Tigards 2006-07 budget includes a number of urban renewal projects
The city will add four FTE employees and study ways to relieve 99W congestion
TIGARD - The City Council on June 13 adopted the city's 2006-07 fiscal year budget, which takes effect July 1.
In the previous two months, the Budget Committee, which is made up of five citizen members and the City Council, held four public hearings giving citizens an opportunity to provide input.
The total adopted budget of $77.7 million includes the city's operating budget, community-investment program, debt service, transfers and contingency fund, according to Finance Director Robert Sesnon.
The operating budget of $34.6 million is a 5.1 percent increase over the 2005-06 fiscal year revised budget and includes a net increase of four full-time equivalent employees.
A patrol officer and a school resource officer have been added to the Police Department to provide the resources needed to help maintain public safety in the city and the Tigard-Tualatin School District.
Two half-time positions have been added to the Tigard Public Library to maintain service levels for patrons as use of the new library continues to grow significantly.
Finally, an administrative assistant position has been added to the Community Development Department to assist with the update of the city's Comprehensive Plan, Sesnon said.
Many of the elements of the 2006-07 budget are directed at addressing City Council goals established this past January.
The three major council goals include revising the city's Comprehensive Plan, implementing the Downtown Plan and improving the Highway 99W corridor.
'The council also established other important goals regarding citizen communication, park and greenspace acquisition, providing services to unincorporated areas, securing a long-term water source and stabilizing the city's financial picture, which are reflected in the budget,' Sesnon said.
In the May 16 election, citizens approved the formation of Tigard's first urban renewal district.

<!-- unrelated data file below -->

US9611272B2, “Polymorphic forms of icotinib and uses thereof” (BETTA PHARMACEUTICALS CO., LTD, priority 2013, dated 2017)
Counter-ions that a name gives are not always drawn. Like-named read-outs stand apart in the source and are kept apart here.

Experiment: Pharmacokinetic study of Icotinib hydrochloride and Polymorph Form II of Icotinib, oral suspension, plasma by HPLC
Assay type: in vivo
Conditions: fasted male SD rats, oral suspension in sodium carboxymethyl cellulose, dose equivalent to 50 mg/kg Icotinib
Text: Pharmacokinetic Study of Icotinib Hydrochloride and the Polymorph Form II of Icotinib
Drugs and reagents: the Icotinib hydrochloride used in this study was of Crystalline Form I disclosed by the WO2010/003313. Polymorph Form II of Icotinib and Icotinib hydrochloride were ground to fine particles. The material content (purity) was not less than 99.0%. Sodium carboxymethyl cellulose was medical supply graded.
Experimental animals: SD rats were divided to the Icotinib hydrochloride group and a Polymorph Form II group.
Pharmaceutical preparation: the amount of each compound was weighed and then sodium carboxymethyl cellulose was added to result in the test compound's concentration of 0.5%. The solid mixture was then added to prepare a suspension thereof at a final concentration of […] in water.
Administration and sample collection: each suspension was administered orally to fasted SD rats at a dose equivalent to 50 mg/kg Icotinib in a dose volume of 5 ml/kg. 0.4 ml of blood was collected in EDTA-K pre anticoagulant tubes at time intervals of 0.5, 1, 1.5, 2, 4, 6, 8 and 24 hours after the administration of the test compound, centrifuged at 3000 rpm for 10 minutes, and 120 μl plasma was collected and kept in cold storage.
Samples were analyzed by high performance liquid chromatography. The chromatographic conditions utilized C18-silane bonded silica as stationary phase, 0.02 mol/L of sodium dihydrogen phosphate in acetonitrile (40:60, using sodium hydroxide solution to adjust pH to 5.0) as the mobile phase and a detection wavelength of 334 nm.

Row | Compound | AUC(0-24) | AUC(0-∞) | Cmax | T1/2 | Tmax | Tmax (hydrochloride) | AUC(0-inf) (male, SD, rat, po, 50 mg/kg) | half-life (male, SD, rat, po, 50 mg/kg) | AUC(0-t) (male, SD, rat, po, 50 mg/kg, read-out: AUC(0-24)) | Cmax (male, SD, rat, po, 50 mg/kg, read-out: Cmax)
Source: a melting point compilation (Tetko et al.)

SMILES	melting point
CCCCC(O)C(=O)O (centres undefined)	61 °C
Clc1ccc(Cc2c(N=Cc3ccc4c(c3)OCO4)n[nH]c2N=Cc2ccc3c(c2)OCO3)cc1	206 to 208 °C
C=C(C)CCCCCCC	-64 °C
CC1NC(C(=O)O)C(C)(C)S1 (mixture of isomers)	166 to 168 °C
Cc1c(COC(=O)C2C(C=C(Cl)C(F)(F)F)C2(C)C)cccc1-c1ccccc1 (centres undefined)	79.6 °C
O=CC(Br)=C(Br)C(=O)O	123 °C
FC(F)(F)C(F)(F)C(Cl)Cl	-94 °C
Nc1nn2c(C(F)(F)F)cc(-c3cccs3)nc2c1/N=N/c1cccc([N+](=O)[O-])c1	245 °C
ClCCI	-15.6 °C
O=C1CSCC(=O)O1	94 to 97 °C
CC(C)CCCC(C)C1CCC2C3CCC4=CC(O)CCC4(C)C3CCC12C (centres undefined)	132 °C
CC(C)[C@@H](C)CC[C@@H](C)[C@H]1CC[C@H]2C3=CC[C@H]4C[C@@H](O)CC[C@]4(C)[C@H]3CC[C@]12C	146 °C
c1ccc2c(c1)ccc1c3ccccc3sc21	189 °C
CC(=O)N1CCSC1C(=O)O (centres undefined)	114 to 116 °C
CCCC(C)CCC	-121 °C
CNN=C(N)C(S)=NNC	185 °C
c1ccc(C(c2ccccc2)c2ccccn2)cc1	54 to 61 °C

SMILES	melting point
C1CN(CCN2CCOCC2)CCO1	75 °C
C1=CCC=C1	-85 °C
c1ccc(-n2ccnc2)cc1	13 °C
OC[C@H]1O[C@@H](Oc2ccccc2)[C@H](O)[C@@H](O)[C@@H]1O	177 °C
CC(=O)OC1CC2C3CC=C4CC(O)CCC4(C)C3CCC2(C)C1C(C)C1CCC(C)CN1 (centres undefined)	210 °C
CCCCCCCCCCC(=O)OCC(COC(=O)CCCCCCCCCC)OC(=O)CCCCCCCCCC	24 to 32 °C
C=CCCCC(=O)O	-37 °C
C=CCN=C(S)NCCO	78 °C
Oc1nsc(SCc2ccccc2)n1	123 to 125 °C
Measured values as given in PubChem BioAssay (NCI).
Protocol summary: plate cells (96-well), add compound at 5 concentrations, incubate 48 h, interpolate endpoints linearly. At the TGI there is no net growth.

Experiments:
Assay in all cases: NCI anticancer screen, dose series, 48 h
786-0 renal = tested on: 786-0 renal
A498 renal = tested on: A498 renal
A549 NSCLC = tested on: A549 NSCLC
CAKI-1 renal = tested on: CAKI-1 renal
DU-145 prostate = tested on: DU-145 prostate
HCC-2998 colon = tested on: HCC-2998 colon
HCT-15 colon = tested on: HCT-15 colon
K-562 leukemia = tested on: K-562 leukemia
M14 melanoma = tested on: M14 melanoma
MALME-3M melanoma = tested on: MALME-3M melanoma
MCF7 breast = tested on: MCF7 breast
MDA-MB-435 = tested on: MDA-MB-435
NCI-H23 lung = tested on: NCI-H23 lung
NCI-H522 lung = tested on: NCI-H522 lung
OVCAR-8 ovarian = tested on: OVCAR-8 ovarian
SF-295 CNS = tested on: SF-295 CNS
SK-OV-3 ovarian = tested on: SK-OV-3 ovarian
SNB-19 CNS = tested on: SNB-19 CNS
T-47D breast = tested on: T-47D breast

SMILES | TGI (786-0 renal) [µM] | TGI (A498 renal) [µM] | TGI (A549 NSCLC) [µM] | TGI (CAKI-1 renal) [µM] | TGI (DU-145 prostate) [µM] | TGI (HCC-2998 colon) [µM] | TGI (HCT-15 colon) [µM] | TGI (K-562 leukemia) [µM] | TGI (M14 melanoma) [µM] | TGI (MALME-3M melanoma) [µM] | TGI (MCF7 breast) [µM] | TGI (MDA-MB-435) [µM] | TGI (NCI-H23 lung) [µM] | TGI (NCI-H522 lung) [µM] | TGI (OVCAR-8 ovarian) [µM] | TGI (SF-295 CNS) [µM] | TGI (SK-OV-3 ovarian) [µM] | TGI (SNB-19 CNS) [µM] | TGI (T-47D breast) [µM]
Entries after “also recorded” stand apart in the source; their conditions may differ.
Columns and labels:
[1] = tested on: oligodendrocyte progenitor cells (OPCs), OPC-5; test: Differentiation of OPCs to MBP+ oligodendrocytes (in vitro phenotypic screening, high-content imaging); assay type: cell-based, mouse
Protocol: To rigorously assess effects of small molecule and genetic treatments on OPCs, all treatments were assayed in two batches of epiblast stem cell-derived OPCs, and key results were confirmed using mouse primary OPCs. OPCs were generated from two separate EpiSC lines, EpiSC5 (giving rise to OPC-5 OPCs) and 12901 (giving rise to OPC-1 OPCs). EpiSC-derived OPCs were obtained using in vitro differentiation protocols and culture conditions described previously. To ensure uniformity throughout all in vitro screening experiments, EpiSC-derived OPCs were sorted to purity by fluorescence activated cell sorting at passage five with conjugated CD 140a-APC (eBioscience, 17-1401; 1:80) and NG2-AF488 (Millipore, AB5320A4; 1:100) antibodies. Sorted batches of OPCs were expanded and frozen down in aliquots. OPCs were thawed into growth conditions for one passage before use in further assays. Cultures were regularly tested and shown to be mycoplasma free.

The city's urban renewal district will use tax-increment financing to implement the Downtown Plan; however, funds generated from the district will not materialize for several years as assessed values in the area will need to grow.
To help start the redevelopment process, the budget includes $3 million for capital projects in the downtown area. These projects include an enhanced commuter rail station, downtown comprehensive streetscape design, parkland acquisition and improvements to Ash Avenue and Burnham, Main and Commercial streets.
Although Highway 99W is owned by the state, the city has been working to improve this highway because it runs through the middle of Tigard. Funds are budgeted in 2006-07 to improve traffic flow at two intersections - Hall Boulevard/99W and Greenburg Road/99W.
The city will also be receiving a Transportation and Growth Management grant, which is administered by the Oregon Department of Transportation.
'This grant provides funding for a corridor study of Highway 99W,' Sesnon said. 'The study will look at options that both the city and ODOT can implement in the future to help the congestion on this important regional highway.'
To address the other council goals, the adopted budget includes funds to implement a new neighborhood organization program, $1.2 million for parkland acquisition, $560,000 for water projects related to securing a long-term water source, and $75,000 for performance audits as recommended by the city's Financial Strategy Task Force.
In 2005-06, the City Council established the task force, which then reviewed the city's financial situation over an eight-month period. The task force concluded that the city's financial affairs are well managed and that the city is not providing any unnecessary services.
The task force made several recommendations, including contracting for outside performance audits. The audits will be done on selected city services and should provide recommendations for improvements to those services.
The 2006-07 budget also includes $21.7 million for the Community Investment Program's capital projects. Several of those capital projects are listed above.
Other capital projects include construction of a skate park, development of the Washington Square Regional Center Trail, continuation of the citywide sewer extension program, culvert replacements and purchase of additional water reservoir sites.
Like other government agencies, Tigard is projecting revenue shortfalls in the general fund within the next five years.